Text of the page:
Perhaps it will take time before any benefit is realized, if nicotine poisoning hasn’t already undone any prospective benefit. At present I’m all too well aware of an aching void of boredom, taking the place of tearful frustration.

Sunday, March 08, 2009

Co-incidentally ...

Having been told by my GP, on Friday, that I had to give up caffeine, I came across an interesting article in one of my beloved's magazines (whilst sat in the loo) this afternoon. Certain words leapt out at me, especially where it referred to the beneficial flavenoids to be found in tea and coffee. This on top of the references to caffeine in last evening's Garrison Keillor's Radio Show (referred to in my beloved's posting on Bright Light).

My life is certainly rich in co-incidence at the present time!

ME/CFS - Challenges of daily living

"Christine Milner is one of 250,000 in the UK who suffers from chronic fatigue, or ME. Here she gives a personal insight into what her life is like.
You wake up in the morning with a pounding head, aching from head to foot.

Your arms and legs feel like lead, your brain seems stuffed with cotton wool.

You console yourself with the thought that by this time next week you'll feel better.

Except you don't. No medication makes any difference to the way you feel, and over the coming weeks and months various doctors and well-meaning friends encourage you to "just do a bit more each day", even though you have as little energy and as much pain as you did that first day."

This is the beginning of an excellent article on living with ME/CFS - the full article can be found in the Yorkshire Post of 04 March 2009 ... Learning to live with challenges of chronic fatigue one day at at a time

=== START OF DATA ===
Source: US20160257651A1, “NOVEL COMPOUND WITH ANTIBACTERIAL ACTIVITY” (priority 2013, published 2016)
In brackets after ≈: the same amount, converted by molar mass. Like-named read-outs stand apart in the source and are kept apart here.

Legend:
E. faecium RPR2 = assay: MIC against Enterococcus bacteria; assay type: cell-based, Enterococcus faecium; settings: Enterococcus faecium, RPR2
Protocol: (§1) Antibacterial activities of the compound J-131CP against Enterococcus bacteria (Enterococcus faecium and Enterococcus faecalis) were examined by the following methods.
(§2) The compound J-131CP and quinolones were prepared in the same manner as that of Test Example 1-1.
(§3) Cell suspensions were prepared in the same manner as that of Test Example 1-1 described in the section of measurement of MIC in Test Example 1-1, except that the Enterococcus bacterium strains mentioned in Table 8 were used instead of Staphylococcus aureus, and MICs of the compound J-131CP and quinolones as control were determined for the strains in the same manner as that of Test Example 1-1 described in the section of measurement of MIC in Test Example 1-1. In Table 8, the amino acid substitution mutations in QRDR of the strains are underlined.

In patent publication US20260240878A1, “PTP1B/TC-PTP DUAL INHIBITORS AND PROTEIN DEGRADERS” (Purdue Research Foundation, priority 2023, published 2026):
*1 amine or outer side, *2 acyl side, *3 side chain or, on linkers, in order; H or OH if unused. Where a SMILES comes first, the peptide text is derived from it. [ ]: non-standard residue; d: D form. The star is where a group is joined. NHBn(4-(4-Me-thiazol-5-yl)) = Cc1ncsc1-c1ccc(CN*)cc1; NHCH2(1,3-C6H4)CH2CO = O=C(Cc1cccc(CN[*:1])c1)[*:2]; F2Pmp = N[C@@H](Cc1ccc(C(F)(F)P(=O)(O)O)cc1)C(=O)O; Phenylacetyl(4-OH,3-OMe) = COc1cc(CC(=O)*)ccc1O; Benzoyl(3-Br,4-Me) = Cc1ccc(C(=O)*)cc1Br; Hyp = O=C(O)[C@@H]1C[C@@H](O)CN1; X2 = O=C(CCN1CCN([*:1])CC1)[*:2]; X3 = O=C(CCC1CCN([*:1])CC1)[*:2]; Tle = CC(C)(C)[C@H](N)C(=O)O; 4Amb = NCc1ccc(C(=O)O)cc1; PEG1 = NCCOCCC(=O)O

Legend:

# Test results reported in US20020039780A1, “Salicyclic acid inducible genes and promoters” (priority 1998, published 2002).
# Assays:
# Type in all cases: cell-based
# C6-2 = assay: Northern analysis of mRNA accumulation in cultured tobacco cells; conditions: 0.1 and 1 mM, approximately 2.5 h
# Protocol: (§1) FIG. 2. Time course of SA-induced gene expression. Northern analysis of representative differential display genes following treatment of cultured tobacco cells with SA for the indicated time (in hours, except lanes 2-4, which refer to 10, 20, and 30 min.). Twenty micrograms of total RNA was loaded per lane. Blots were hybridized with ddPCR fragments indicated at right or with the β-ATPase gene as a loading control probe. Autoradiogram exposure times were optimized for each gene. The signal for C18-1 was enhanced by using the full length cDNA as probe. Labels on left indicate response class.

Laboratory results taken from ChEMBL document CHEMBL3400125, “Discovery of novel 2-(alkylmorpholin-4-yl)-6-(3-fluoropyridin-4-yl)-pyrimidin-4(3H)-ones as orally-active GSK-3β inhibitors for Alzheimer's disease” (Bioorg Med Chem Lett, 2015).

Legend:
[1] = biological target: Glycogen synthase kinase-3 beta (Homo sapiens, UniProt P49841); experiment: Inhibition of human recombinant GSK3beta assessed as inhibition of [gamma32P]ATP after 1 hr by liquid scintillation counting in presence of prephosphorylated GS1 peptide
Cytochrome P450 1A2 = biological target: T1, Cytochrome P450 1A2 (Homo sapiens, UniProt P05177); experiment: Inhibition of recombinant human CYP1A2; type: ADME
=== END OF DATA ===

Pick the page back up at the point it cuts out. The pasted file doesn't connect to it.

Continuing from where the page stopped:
Friday, March 06, 2009

Salt Flow

Just when things can’t get any worse, somehow they manage it; Wednesday’s crash (KERRR ..AAAA…SSSH!) was followed by an even greater slump on Thursday. Serially interrupted sleep seems to do little for one’s morale or physical well-being; the emotions make an overt display, this time in the form of tears, not just the odd sob but torrents of salty liquid.

At times weeping can feel quite therapeutic, a sense of having freed ones-self of a deep rooted, repressed, aching frustration but, just as I began to feel more secure, the least little incident opened the floodgates once more (e.g. an inability to accept a phone call). This time I feel that there’s more than a hint of depression to the frustration, and yet in my daily routine I feel that (subject to omnipresent limitations) I have a most positive relationship with the universe. That recent sense of dis-ease with which I occupy my own skin is the only alienating factor – objectively I (subjectively) love life, and everything it throws at me, challenges and pleasures each finding a fit place; all that’s really required is a healthier bearer (body) of my bundle of sensations.

That’s the really odd thing about depression, it bears little resemblance to self-pitying sadness; no matter how much one tries to rationalize this cloud (as to its cause) one is never able to get to the core of the matter. Much of the time I’m completely unaware of its lurking presence.

One is depressed in spite of ones-self, not because of!

Wednesday, March 04, 2009


A sequel to yesterday's 'Transitional Demands' posting can be found on Mal's Murmurings - Go to KERRR ..AAAA…SSSH! - I suspect that the title suggests a lot!